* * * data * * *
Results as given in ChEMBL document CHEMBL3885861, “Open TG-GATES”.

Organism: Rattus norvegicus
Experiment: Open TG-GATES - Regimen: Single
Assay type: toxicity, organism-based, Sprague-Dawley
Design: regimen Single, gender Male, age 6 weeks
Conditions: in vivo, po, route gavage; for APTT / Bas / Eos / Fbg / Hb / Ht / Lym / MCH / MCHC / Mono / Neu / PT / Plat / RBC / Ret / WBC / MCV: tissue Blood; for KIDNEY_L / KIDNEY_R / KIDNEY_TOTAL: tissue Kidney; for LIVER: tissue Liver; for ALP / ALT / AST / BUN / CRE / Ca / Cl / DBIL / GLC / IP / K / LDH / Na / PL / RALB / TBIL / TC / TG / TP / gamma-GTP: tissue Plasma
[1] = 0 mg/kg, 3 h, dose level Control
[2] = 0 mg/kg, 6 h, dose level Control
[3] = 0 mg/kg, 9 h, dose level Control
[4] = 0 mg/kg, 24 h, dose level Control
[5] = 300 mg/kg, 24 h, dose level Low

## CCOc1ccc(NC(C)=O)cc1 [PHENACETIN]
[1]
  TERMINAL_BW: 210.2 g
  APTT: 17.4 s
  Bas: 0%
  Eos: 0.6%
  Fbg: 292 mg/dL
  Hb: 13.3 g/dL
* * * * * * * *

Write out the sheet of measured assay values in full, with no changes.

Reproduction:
Results as given in ChEMBL document CHEMBL3885861, “Open TG-GATES”.

Organism: Rattus norvegicus
Experiment: Open TG-GATES - Regimen: Single
Assay type: toxicity, organism-based, Sprague-Dawley
Design: regimen Single, gender Male, age 6 weeks
Conditions: in vivo, po, route gavage; for APTT / Bas / Eos / Fbg / Hb / Ht / Lym / MCH / MCHC / Mono / Neu / PT / Plat / RBC / Ret / WBC / MCV: tissue Blood; for KIDNEY_L / KIDNEY_R / KIDNEY_TOTAL: tissue Kidney; for LIVER: tissue Liver; for ALP / ALT / AST / BUN / CRE / Ca / Cl / DBIL / GLC / IP / K / LDH / Na / PL / RALB / TBIL / TC / TG / TP / gamma-GTP: tissue Plasma
[1] = 0 mg/kg, 3 h, dose level Control
[2] = 0 mg/kg, 6 h, dose level Control
[3] = 0 mg/kg, 9 h, dose level Control
[4] = 0 mg/kg, 24 h, dose level Control
[5] = 300 mg/kg, 24 h, dose level Low

## CCOc1ccc(NC(C)=O)cc1 [PHENACETIN]
[1]
  TERMINAL_BW: 210.2 g
  APTT: 17.4 s
  Bas: 0%
  Eos: 0.6%
  Fbg: 292 mg/dL
  Hb: 13.3 g/dL